This post first appeared on BaseballDigest.com
In the eighteen year existence of the Colorado Rockies franchise, there has never been a pitcher matching the caliber of Ubaldo Jiménez. There have been players with flashes of greatness, but few match the rising promise of the current Rockies ace. The right hander born in the Dominican Republic turns 27 years old today.
Ubaldo Jiménez was signed by the Colorado Rockies as a 17 year old amateur free agent in 2001 and after a brief struggle during his first year as a professional, he began to climb the ranks of the minor leagues. Though he spent more than five seasons in the minor leagues, Jiménez was just 22 years old when he made his major league debut on September 26, 2006. By July of 2007, Jiménez was inserted into the rotation where he has remained since.
In September of 2007, Jiménez put his name in the records forever as Barry Bonds crushed a pitch from the rookie that turned out to be Bonds’ 762nd and final career home run. Despite his early connection to Bonds and playing in a homer friendly ballpark, he has ranked among the top 6 for fewest home runs allowed per nine innings in the National League over the last three seasons.
2008 was Ubaldo Jiménez’s first full season in the big leagues, and he responded with just the 6th sub 4.00 Earned Run Average season in Rockies history while leading the NL with 34 starts. Entering the 2011 season, he now holds three of the nine sub 4.00 ERA seasons in the team history.
Though Jiménez has just three full seasons under his belt, he has already set a new standard for pitching in Colorado, quieting proving that it is possible to succeed at Coors Field. He currently holds the all-time franchise lead in career ERA, WHIP and WAR for pitchers. If he continues his upward trend, Jiménez will soon become the franchise leader in most of the pitching categories. He displayed his dominance during the 2009 World Baseball Classic, when he struck out 10 of 13 batters he faced while pitching for the Dominican Republic.
Unlike Ubaldo Jiménez’s career numbers, pitchers have long struggled in Colorado. In a June Baseball Digest article in 1998, Mike Klis of the Denver Post wrote about Darryl Kile’s decision to embrace the challenge by signing with the Rockies prior to the 1998 season. Click here to check it out!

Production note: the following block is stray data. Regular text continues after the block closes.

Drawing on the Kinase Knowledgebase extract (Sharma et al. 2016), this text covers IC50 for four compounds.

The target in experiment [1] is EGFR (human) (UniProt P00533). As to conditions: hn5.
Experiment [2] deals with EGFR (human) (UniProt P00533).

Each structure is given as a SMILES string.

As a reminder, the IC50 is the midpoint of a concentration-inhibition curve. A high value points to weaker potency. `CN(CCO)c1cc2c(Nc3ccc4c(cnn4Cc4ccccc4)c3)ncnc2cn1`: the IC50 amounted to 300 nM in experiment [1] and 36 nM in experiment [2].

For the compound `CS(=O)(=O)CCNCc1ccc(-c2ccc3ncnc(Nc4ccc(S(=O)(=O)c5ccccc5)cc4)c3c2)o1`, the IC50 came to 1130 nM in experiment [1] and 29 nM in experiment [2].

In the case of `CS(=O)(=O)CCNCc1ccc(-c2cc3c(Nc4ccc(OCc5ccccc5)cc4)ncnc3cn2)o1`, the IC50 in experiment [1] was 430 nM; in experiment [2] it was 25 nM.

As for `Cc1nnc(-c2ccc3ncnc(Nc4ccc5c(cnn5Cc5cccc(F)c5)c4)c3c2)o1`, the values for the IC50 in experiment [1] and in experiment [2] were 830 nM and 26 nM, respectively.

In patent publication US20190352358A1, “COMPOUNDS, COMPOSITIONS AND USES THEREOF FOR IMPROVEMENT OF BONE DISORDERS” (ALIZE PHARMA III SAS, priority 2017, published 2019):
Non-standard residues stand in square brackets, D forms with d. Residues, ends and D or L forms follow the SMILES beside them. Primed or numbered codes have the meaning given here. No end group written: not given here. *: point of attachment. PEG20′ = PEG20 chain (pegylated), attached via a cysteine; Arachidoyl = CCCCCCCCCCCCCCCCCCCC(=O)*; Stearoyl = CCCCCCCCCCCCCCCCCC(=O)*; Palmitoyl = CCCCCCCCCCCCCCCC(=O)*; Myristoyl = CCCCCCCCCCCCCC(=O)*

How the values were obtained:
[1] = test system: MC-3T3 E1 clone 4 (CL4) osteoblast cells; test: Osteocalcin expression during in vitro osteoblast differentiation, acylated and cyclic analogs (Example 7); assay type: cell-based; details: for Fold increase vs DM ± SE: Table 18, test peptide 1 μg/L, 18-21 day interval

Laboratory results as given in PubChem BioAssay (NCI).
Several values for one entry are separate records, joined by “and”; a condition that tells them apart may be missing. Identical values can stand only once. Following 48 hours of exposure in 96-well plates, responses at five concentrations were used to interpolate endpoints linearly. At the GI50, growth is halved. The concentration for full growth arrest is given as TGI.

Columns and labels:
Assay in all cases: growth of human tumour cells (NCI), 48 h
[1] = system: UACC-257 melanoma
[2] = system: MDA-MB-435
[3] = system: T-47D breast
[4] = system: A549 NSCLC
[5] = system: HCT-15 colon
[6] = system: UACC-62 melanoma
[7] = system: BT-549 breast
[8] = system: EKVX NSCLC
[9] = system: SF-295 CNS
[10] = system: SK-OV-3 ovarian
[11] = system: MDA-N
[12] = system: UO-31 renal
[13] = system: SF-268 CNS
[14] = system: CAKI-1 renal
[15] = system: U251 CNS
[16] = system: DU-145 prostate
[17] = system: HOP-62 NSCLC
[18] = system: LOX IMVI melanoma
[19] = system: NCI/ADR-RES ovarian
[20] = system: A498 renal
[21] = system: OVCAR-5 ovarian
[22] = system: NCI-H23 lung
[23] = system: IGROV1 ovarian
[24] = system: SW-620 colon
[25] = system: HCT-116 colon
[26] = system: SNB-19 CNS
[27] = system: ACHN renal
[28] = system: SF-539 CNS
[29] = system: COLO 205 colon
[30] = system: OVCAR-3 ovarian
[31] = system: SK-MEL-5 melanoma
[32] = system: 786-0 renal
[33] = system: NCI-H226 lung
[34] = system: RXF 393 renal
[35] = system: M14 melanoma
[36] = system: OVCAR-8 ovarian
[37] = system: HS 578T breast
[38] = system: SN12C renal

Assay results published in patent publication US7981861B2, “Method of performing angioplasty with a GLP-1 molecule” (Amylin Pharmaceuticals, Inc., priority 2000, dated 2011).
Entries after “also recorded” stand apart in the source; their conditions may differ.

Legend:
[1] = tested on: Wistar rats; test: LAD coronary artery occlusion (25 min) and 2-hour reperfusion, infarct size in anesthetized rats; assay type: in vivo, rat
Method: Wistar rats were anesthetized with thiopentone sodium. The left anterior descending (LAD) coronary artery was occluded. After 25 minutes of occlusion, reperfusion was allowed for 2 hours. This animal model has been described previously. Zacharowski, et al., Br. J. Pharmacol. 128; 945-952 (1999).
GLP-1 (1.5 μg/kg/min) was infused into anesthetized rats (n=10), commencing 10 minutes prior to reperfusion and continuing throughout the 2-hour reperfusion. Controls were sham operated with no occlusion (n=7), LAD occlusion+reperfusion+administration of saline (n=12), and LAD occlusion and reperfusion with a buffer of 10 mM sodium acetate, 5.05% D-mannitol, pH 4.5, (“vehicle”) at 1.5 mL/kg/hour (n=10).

Early in the 2010 season, Jiménez offered a glimpse into what fans can expect as he enters the prime of his career. In the third start of the seasons, Jiménez threw the first no hitter in team history in a 4-0 victory over the Atlanta Braves. He continued his scoreless inning streak in April, keeping the offense scoreless for three starts and more than 25 innings. He ran off another stretch of holding hitters scoreless when he threw 33 scoreless innings in May. For such a hot start, Jiménez was named the National League Player of The Month for both April and May, the first pitcher named for April and May since Pedro Martinez in 1999. He was also selected to his first All Star Game, and made the start for the NL squad.
Ubaldo Jiménez finished the 2010 season with 19 wins and a 2.88 ERA, the highest win total in a single season for the franchise and the lowest ERA for a Rockies pitcher since Marvin Freeman’s 2.80 ERA in 1994. With the 2011 Spring Training less than a month away, there’s no doubt we’ll continue to hear about the future of Ubaldo Jiménez.
Also Celebrating A Birthday Today:
Chone Figgins, born in 1978, has played with the Los Angeles Angels of Anaheim and Seattle Mariners during his nine years in the major leagues. During his career, he has reached the postseason six times and has swiped 322 bases. Figgins is currently the Angels’ franchise leader in stolen bases and ranks among the top ten in many more categories.
Mike Caldwell, born on January 22 1969, spent the majority of his 14 big league seasons with the San Diego Padres, San Francisco Giants and Milwaukee Brewers. He may be best remembered for his runner up finish to Ron Guidry for the 1978 American League Cy Young Award.